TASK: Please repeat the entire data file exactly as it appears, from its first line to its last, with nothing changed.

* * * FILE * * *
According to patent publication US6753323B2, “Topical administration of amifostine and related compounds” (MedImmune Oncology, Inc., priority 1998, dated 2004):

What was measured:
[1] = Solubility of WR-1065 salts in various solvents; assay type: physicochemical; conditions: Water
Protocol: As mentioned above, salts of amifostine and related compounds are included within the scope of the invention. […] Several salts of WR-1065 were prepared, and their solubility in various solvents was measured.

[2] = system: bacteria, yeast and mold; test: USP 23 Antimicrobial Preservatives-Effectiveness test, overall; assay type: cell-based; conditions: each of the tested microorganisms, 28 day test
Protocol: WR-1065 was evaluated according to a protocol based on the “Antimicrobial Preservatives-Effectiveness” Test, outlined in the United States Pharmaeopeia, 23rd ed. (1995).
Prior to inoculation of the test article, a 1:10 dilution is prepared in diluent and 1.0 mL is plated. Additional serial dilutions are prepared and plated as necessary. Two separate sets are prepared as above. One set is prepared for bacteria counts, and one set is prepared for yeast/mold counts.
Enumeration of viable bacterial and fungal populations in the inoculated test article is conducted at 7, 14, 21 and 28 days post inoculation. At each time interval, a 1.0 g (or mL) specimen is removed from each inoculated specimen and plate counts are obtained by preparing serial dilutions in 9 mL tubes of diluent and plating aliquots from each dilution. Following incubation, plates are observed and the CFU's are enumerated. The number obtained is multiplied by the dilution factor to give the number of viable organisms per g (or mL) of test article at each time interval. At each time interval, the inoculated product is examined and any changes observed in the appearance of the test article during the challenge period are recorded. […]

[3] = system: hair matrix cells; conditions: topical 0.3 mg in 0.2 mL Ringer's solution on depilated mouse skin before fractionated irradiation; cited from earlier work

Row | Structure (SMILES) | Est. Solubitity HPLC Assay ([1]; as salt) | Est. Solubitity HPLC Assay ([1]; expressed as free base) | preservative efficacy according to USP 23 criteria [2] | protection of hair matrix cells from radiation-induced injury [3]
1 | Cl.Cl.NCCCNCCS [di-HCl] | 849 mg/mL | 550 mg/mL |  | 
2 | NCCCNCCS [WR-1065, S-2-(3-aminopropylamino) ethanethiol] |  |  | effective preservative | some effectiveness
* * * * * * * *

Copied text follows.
According to patent publication US6753323B2, “Topical administration of amifostine and related compounds” (MedImmune Oncology, Inc., priority 1998, dated 2004):

What was measured:
[1] = Solubility of WR-1065 salts in various solvents; assay type: physicochemical; conditions: Water
Protocol: As mentioned above, salts of amifostine and related compounds are included within the scope of the invention. […] Several salts of WR-1065 were prepared, and their solubility in various solvents was measured.

[2] = system: bacteria, yeast and mold; test: USP 23 Antimicrobial Preservatives-Effectiveness test, overall; assay type: cell-based; conditions: each of the tested microorganisms, 28 day test
Protocol: WR-1065 was evaluated according to a protocol based on the “Antimicrobial Preservatives-Effectiveness” Test, outlined in the United States Pharmaeopeia, 23rd ed. (1995).
Prior to inoculation of the test article, a 1:10 dilution is prepared in diluent and 1.0 mL is plated. Additional serial dilutions are prepared and plated as necessary. Two separate sets are prepared as above. One set is prepared for bacteria counts, and one set is prepared for yeast/mold counts.
Enumeration of viable bacterial and fungal populations in the inoculated test article is conducted at 7, 14, 21 and 28 days post inoculation. At each time interval, a 1.0 g (or mL) specimen is removed from each inoculated specimen and plate counts are obtained by preparing serial dilutions in 9 mL tubes of diluent and plating aliquots from each dilution. Following incubation, plates are observed and the CFU's are enumerated. The number obtained is multiplied by the dilution factor to give the number of viable organisms per g (or mL) of test article at each time interval. At each time interval, the inoculated product is examined and any changes observed in the appearance of the test article during the challenge period are recorded. […]

[3] = system: hair matrix cells; conditions: topical 0.3 mg in 0.2 mL Ringer's solution on depilated mouse skin before fractionated irradiation; cited from earlier work

Row | Structure (SMILES) | Est. Solubitity HPLC Assay ([1]; as salt) | Est. Solubitity HPLC Assay ([1]; expressed as free base) | preservative efficacy according to USP 23 criteria [2] | protection of hair matrix cells from radiation-induced injury [3]
1 | Cl.Cl.NCCCNCCS [di-HCl] | 849 mg/mL | 550 mg/mL |  | 
2 | NCCCNCCS [WR-1065, S-2-(3-aminopropylamino) ethanethiol] |  |  | effective preservative | some effectiveness